May 14, 2021

The glaring omission from the federal budget: “It’s time to bring multicultural seniors in from the cold”

Cultural diversity

Having had the privilege to work with seniors for over 30 years, Tuesday’s budget is a chance to turn things around and ensure high-quality care for all seniors, including the 30% of Australians from Culturally and Linguistically Diverse (CALD) backgrounds.

But disturbingly, the Royal Commission’s report into aged care, released earlier this year, found people from CALD backgrounds have serious problems accessing aged care services.

Analysis from Australian Multicultural Community Services (AMCS) found there are no mentions of ‘cultural diversity’ throughout the Royal Commission report summary and only four mentions of ‘CALD’.

While Treasurer Josh Frydenberg is framing this funding as investment and reform for aged care, the fact is two out of three seniors don’t live in aged care facilities and receive their basic support package at home.

Most ethnic seniors prefer to receive care in their homes because it’s an environment they’re comfortable with from a language and cultural point of view.

The wait for at-home services is too slow in arriving. The latest figures from December 2020 reveal about 97,000 people were waiting for a home care package.

With this budget funding 80,000 packages, it is a welcome start, but more is needed, our peak body the Australian Aged Care Collaboration says.

It is past time to bring in multicultural seniors from the cold and lift aged and home care funding to 2.5% of Australia’s GDP.

Doing this would put our spending on people who need it most in line with other advanced economies, such as Switzerland, France, Belgium, Finland, the United Kingdom, Germany and Japan, the OECD says.

It’s not as if this money won’t go anywhere – an Australian Institute of Health and Welfare report says 78,000 more workers will be needed as our population continues to age.

As I said on ABC Radio National on Monday evening, it makes sense to harness our economy to look after the wisest and most experienced part of our population.

Migrants have worked hard all their lives to build Australia – it is our turn to work hard to support them.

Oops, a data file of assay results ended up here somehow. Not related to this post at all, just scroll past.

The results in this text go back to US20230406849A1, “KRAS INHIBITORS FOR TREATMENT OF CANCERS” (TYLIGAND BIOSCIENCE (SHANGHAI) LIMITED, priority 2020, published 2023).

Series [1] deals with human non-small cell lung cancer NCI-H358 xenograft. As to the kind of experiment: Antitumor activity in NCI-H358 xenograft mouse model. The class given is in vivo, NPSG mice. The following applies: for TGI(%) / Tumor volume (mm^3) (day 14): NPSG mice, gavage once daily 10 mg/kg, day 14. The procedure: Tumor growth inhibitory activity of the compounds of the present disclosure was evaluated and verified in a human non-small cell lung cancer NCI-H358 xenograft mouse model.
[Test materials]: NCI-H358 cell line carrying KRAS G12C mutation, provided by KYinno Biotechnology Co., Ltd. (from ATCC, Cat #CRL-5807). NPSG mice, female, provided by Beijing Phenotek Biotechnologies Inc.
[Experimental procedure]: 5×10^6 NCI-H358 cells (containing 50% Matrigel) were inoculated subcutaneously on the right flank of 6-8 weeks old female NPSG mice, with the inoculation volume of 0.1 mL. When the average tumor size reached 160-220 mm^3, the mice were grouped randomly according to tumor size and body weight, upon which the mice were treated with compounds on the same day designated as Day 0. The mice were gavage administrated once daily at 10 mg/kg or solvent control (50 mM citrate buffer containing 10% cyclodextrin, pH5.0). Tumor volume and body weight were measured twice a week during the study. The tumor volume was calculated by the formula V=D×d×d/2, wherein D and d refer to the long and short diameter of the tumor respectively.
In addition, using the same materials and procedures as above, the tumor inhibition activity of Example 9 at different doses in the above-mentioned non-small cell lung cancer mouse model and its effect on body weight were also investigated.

As one Indian senior told me, “What is life without support?”

Elizabeth Drozd is the CEO of Australian Multicultural Community Services and a former Victorian multicultural commissioner.

Leave a Reply

Your email address will not be published. Required fields are marked *

Banner Banner
Advertisement
Banner Banner
Advertisement

Fourth Bupa nursing home issued with sanctions

The Department of Health has issued Bupa South Hobart with sanctions after an audit found it failed to comply with the quality agency’s standards. According to the ABC, Bupa South Hobart was audited by the Australian Aged Care Quality Agency in September. Both Bupa and a spokesperson for the Department of Health confirmed that sanctions... Read More

Post goes viral calling for staff to help aged care homes caught by fires

A Nowra healthcare staffing agency has received thousands of offers to help after it posted a plea for aged care staff on social media after fires prevented regular staff from being able to get to work. Ross Thompson, managing director of the agency, posted a request on Facebook for experienced aged care registered nurses and... Read More

Residents have their say when hiring new staff

  Aged care providers are finding innovative ways to engage residents in decision making about their care, including having residents help in the recruitment of staff. The quality of the staff in an aged care home is, of course, a key determinant of the quality of care.  Aged care staff must have the right knowledge... Read More
Banner Banner
Advertisement